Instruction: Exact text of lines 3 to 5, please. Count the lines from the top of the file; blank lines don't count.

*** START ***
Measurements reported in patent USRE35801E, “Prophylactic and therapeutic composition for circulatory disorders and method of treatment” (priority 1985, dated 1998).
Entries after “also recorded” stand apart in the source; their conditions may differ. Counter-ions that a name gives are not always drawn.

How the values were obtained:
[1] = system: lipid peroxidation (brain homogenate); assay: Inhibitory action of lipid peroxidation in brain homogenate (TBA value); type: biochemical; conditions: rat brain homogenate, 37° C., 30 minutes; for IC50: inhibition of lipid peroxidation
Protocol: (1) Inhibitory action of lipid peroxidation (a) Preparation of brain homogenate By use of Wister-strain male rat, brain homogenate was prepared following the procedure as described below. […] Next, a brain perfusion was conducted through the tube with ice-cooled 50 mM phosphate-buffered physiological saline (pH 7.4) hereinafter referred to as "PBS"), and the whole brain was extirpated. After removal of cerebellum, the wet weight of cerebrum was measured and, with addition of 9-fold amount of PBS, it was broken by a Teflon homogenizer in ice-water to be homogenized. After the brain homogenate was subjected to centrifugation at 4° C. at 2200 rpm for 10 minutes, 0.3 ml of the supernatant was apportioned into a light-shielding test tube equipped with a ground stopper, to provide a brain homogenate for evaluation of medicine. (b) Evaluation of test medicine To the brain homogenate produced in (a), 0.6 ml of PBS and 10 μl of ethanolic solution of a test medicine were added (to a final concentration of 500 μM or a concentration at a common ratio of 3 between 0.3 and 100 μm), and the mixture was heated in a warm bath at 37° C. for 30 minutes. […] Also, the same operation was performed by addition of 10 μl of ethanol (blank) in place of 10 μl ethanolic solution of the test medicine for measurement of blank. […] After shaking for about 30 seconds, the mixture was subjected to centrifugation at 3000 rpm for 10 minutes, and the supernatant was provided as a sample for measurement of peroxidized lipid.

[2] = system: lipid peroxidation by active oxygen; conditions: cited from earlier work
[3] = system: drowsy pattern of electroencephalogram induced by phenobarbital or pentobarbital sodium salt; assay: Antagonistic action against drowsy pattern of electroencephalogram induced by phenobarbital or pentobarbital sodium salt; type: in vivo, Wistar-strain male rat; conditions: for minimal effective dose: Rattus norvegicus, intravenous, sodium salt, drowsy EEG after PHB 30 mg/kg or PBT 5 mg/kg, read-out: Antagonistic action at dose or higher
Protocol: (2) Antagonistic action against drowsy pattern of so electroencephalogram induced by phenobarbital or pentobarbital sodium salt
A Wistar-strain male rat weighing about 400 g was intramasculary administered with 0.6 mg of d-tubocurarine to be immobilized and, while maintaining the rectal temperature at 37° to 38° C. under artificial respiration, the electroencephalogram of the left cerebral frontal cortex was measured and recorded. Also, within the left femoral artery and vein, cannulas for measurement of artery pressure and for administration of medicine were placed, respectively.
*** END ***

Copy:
How the values were obtained:
[1] = system: lipid peroxidation (brain homogenate); assay: Inhibitory action of lipid peroxidation in brain homogenate (TBA value); type: biochemical; conditions: rat brain homogenate, 37° C., 30 minutes; for IC50: inhibition of lipid peroxidation
Protocol: (1) Inhibitory action of lipid peroxidation (a) Preparation of brain homogenate By use of Wister-strain male rat, brain homogenate was prepared following the procedure as described below. […] Next, a brain perfusion was conducted through the tube with ice-cooled 50 mM phosphate-buffered physiological saline (pH 7.4) hereinafter referred to as "PBS"), and the whole brain was extirpated. After removal of cerebellum, the wet weight of cerebrum was measured and, with addition of 9-fold amount of PBS, it was broken by a Teflon homogenizer in ice-water to be homogenized. After the brain homogenate was subjected to centrifugation at 4° C. at 2200 rpm for 10 minutes, 0.3 ml of the supernatant was apportioned into a light-shielding test tube equipped with a ground stopper, to provide a brain homogenate for evaluation of medicine. (b) Evaluation of test medicine To the brain homogenate produced in (a), 0.6 ml of PBS and 10 μl of ethanolic solution of a test medicine were added (to a final concentration of 500 μM or a concentration at a common ratio of 3 between 0.3 and 100 μm), and the mixture was heated in a warm bath at 37° C. for 30 minutes. […] Also, the same operation was performed by addition of 10 μl of ethanol (blank) in place of 10 μl ethanolic solution of the test medicine for measurement of blank. […] After shaking for about 30 seconds, the mixture was subjected to centrifugation at 3000 rpm for 10 minutes, and the supernatant was provided as a sample for measurement of peroxidized lipid.